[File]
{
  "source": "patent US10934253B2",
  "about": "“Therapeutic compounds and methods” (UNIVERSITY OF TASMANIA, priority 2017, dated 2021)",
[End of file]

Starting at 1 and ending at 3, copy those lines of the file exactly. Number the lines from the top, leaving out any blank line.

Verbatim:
{
  "source": "patent US10934253B2",
  "about": "“Therapeutic compounds and methods” (UNIVERSITY OF TASMANIA, priority 2017, dated 2021)",